neither this description nor tcpdump will be of much use to you.)

       The general format of a tcp protocol line is:
              src _ dst: flags data-seqno ack window urgent options
       Src  and  dst  are  the  source and destination IP addresses and ports.
       Flags are some combination of S (SYN), F (FIN), P (PUSH) or R (RST)  or
       a  single `.' (no flags).  Data-seqno describes the portion of sequence
       space covered by the data in this packet (see example below).   Ack  is
       sequence  number  of the next data expected the other direction on this
       connection.  Window is the number of  bytes  of  receive  buffer  space
       available  the other direction on this connection.  Urg indicates there
       is `urgent' data in the packet.  Options are tcp  options  enclosed  in
       angle brackets (e.g., <mss 1024>).

       Src,  dst and flags are always present.  The other fields depend on the
       contents of the packet's tcp protocol header and  are  output  only  if
       appropriate.

       Here is the opening portion of an rlogin from host rtsg to host csam.
              rtsg.1023 > csam.login: S 768512:768512(0) win 4096 <mss 1024>
              csam.login > rtsg.1023: S 947648:947648(0) ack 768513 win 4096 <mss 1024>
              rtsg.1023 > csam.login: . ack 1 win 4096
              rtsg.1023 > csam.login: P 1:2(1) ack 1 win 4096
              csam.login > rtsg.1023: . ack 2 win 4096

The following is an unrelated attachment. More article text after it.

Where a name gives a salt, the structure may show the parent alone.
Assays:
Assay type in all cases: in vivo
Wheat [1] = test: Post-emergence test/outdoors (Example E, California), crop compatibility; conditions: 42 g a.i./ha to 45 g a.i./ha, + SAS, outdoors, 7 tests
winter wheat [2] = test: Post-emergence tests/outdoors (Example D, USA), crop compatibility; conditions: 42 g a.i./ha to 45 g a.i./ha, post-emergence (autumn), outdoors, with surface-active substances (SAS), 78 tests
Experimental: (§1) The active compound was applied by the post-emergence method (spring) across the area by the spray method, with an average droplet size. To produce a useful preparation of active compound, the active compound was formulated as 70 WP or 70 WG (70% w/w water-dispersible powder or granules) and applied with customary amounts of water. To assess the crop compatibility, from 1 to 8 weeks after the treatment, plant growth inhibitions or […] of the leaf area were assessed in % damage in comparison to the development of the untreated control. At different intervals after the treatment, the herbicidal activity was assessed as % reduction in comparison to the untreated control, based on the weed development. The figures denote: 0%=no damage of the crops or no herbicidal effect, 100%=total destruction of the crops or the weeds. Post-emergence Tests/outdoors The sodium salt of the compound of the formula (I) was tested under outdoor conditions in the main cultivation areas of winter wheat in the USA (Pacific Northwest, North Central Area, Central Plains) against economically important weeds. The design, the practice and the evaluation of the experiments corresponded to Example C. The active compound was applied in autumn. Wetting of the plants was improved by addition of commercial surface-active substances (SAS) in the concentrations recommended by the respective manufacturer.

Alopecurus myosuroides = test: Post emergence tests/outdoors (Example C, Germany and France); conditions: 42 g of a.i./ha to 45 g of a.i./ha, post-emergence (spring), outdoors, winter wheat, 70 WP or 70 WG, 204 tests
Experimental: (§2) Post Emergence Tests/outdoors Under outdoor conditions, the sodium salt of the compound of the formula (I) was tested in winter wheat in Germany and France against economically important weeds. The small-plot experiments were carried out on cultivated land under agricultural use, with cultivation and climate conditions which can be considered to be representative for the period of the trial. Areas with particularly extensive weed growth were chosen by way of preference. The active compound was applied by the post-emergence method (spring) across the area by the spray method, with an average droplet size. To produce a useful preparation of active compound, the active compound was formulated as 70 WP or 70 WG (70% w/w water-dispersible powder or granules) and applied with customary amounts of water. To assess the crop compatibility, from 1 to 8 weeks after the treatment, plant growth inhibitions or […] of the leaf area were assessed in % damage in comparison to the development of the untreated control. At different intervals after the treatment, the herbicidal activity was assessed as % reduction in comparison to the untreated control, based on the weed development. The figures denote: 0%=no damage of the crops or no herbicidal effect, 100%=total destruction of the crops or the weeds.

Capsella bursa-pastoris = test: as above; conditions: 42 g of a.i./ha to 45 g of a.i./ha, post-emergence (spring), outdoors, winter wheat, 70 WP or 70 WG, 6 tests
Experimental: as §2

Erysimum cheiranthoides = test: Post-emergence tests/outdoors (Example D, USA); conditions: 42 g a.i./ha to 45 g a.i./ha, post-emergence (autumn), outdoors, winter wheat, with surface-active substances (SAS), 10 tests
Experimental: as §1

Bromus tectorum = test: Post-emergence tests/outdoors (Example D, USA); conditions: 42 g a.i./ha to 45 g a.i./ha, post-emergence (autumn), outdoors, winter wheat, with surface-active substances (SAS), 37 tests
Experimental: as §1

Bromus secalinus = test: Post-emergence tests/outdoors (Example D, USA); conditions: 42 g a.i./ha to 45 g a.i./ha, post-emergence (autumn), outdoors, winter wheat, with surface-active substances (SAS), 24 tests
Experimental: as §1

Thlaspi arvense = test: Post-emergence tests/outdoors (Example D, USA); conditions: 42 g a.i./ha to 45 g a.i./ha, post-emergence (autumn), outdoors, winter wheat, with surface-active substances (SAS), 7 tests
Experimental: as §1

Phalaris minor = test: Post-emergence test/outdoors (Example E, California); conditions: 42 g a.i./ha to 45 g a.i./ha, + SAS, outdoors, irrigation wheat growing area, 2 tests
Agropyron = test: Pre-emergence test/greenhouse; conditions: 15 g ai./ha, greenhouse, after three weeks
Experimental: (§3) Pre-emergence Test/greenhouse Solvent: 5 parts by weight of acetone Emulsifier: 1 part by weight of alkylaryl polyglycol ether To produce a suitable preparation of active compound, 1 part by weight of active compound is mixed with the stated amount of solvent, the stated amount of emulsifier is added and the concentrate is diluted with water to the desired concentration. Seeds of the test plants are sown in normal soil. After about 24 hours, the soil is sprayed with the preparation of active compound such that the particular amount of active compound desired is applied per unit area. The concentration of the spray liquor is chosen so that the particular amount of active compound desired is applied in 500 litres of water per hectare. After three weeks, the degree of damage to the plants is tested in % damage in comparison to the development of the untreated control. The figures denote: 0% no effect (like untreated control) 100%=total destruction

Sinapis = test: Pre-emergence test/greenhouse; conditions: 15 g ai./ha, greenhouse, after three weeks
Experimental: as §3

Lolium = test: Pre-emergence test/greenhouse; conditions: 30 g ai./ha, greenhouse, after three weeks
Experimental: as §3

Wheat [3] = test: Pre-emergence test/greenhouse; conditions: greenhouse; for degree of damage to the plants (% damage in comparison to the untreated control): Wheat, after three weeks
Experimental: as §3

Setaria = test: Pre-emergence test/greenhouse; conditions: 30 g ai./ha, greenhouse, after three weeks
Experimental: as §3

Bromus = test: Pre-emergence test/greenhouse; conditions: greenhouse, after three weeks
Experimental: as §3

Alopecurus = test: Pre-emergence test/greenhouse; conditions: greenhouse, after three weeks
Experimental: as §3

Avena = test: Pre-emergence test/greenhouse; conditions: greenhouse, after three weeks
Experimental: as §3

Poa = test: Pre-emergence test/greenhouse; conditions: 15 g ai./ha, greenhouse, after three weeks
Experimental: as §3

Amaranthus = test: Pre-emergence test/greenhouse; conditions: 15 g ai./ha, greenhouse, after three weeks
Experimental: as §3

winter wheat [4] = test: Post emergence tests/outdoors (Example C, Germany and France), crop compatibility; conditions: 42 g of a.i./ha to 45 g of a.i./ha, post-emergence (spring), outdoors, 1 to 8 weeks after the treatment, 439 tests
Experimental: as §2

rtsg.1023 > csam.login: P 2:21(19) ack 1 win 4096
              csam.login > rtsg.1023: P 1:2(1) ack 21 win 4077
              csam.login > rtsg.1023: P 2:3(1) ack 21 win 4077 urg 1
              csam.login > rtsg.1023: P 3:4(1) ack 21 win 4077 urg 1
       The  first  line  says that tcp port 1023 on rtsg sent a packet to port
       login on csam.  The S indicates that the SYN flag was set.  The  packet
       sequence  number was 768512 and it contained no data.  (The notation is
       `first:last(nbytes)' which means `sequence numbers first up to but  not
       including  last  which  is  nbytes  bytes of user data'.)  There was no
       piggy-backed ack, the available receive window was 4096 bytes and there
       was a max-segment-size option requesting an mss of 1024 bytes.

       Csam  replies  with  a similar packet except it includes a piggy-backed
       ack for rtsg's SYN.  Rtsg then acks csam's SYN.  The `.' means no flags
       were  set.   The  packet contained no data so there is no data sequence
       number.  Note that the ack sequence number is a small integer (1).  The
       first  time  tcpdump  sees a tcp `conversation', it prints the sequence
       number from the packet.  On subsequent packets of the conversation, the